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Ashley Solomon, Psy.D is a psychologist who specializes in the treatment of eating disorders, body image, trauma, and serious mental illness.

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Tag: food

16 Jun

An apple a day won’t keep your waistline at bay, but…

Ideas to Consider 2 Comments by Ashley @ Nourishing the Soul

A recent study in A Cancer Journal for Clinicians indicated that, despite popular wisdom, consuming more fruits and vegetables won’t reduce rates of obesity.

The dictum that eating more of the nutrient dense foods would slim our society has taken hold in recent years, and has become the basis for a number of public health initiatives encouraging fruit and vegetable consumption. But according to researchers, these programs are based on false assumptions.

Namely, the belief is that if people eat more fruits and vegetables, they’ll fill up and take in less calorically dense foods. Some of us have heard the tip to eat an apple before a meal because you’ll consume less of the higher calorie items, or to always start with a salad.

But what actually happens is that we tend to eat the apple or the salad, and consume just as much. In fact, it could be the case that our eating the “healthy” item psychologically primes us to feel we then deserve something “unhealthy.” Researchers found that people eat on average 30 more pounds of vegetables and 25 more pounds of fruit than 50 years ago, and yet they believe that we are heavier as a nation.

So what can we take away from this research?

If we are eating fruits and vegetables to reduce our waistlines, we might be sorely disappointed. But we still might have less disease, think and feel emotionally better, have prettier skin, and have more energy. And I think those are all much better reasons to consume than to have a lower number on a scale.

Oh, and they are delicious and better for the environment than animal-based products and highly processed foods. So there’s that.

We also have to recognize the difference between what is true for a society and what is true for an individual. While increasing fruit and vegetable consumption overall didn’t reduce population-wide weight, eating them could have an impact on an individual. That may not even be weight (or it could be…), but could be even more important health indicators.

So the message you’ll read here is this: don’t give up on your fruits and veggies. And don’t worry so much about what will make you thinner. Listen to your taste buds and tune in to the foods that make you feel happy and healthy.

02 Jun

What It Means When McDonald’s Sponsors Dietetic Conferences

Ideas to Consider 5 Comments by Ashley @ Nourishing the Soul

mcd{image credit :: thomas hawk}

I promise I don’t go to conferences for the food – at least not solely – but when I’m forking over a large sum and spending all day in educational seminars in alternately chilly and stuffy conference rooms, I could use a good meal around noon-time. So I would be a bit miffed to get a plastic-packaged meal from an everyday fast food joint. If I was attending the annual conference of my state’s dietetic association, I’d be downright irritated.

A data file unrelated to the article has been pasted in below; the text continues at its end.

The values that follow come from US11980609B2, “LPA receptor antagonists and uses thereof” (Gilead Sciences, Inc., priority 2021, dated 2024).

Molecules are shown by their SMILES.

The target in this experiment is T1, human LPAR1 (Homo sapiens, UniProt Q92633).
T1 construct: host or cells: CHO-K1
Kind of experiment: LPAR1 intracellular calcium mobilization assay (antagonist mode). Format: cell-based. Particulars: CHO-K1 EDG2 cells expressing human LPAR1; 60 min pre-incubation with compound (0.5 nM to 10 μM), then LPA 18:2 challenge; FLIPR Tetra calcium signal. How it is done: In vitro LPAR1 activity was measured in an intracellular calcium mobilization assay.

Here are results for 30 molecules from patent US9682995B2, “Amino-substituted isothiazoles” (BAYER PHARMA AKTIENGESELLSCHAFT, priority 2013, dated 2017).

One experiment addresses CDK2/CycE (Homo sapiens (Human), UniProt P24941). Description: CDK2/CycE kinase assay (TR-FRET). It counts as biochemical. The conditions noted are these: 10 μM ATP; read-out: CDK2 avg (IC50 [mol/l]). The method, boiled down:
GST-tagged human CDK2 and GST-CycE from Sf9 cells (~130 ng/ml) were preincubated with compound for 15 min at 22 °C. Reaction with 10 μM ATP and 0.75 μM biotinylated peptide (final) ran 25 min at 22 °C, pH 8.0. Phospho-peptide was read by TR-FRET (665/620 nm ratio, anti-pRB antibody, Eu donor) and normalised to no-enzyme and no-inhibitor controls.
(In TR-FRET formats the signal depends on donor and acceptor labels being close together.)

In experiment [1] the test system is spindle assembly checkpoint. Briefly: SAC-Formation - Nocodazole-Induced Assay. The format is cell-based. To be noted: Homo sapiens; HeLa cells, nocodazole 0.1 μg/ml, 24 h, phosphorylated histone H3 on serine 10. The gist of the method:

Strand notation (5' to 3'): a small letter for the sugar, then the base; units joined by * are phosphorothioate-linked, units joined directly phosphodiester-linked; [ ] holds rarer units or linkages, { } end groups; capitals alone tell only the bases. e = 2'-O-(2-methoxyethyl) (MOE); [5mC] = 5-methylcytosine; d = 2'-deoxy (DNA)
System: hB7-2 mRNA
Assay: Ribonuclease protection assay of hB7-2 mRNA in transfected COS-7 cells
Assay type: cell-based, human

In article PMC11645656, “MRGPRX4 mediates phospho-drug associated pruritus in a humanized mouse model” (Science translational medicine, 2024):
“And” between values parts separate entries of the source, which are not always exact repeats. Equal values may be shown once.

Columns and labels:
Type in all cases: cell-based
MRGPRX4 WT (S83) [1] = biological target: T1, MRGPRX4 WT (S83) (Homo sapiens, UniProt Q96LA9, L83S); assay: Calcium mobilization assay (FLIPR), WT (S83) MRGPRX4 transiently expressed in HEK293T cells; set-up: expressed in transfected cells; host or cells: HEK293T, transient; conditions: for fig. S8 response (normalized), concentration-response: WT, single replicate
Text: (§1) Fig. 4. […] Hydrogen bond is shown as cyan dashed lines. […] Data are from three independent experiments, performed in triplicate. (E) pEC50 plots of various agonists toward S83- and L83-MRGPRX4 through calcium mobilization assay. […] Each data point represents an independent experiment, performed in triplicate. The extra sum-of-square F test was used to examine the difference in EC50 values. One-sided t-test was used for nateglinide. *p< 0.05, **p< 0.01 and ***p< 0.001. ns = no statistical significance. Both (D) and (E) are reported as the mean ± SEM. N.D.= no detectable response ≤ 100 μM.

Nutritionists and dietitians at the annual California Dietetic Association conference in April were treated to lunch by McDonald’s, the premier sponsor of the event. If you cocked your head and raised your eyebrows in reading that (I’ll say it again… premier sponsor), you’re not alone. Nutrition professionals in attendance – and I – had the same reaction.

McDonald’s is now sponsoring dietetic conferences? Where will Big Food not go?

And lest you think that McDonald’s is an anomaly, other exhibitors included Nestle and Better Buds, maker of an enzyme-modified butter product with the benefit of “flavor masking” (yum…?).

Now, just because McDonalds supported the conference and gave out free lunch doesn’t mean that the actual educational sessions the dietitians were attending were influenced, right? Well, Mother Jones reported that sessions included talks about the safety of genetically modified foods, the value of Walmart in communities, and the defense of high-fructose corn syrup.

The bottom line is that there are many sides to every debate, and none of the above topics are clear cut. Personally, I would be frustrated to think that dietitians in our communities are hearing only one perspective on any of these ideas. Villainizing any one food or food group – whether it’s wheat, sugar, dairy, or something else – isn’t an approach I would support. So I’m not suggesting that all the points made by Big Food are inherently wrong.

But we all know that it’s hard to argue with a giant, especially a giant with billions of dollars who are primarily invested in keep shareholders happy.  Not healthy, but happy. Decreased sales because of panic around trans fats is a crisis for thousands of companies in the U.S. And trying to reduce the panic by changing public discourse is a hell of a lot cheaper (and less risky) than changing their entire product line. I get it. Business has an agenda, and that agenda is not always in line with public health.

But we trust our dietetic professionals to sift through the noise of and tell us how to navigate this chaotic world of food – a world that’s unparalleled in its range of options and misinformation. And when those professionals get caught up in the agenda of Big Food, I get concerned.

And it’s not just some dietitians in California at a convention that I worry about, it’s the larger scale canoodling between organizations like the Academy of Nutrition and Dietetics (AND), the largest of its kind, and companies like Coca-Cola and Mars.

Put simply, how can an organization whose primary objective is to enhance the public’s health make reasoned recommendations when dependent on organizations with a completely different mission?

Back to the real world where money is what makes it go round… The reason the AND and the School Nutrition Association and so many other similar organizations accept these sponsorships is because they need money to survive and do their work, and it’s easy to submit to the allure of cold hard cash coming from Big Food with plenty of it.

So if our dietetic organizations need money to exist and enact their missions, and other sources aren’t available, what happens? We get our dinner served with a slice of Big Food agenda. Maybe it’s better than going hungry… Perhaps only time will tell.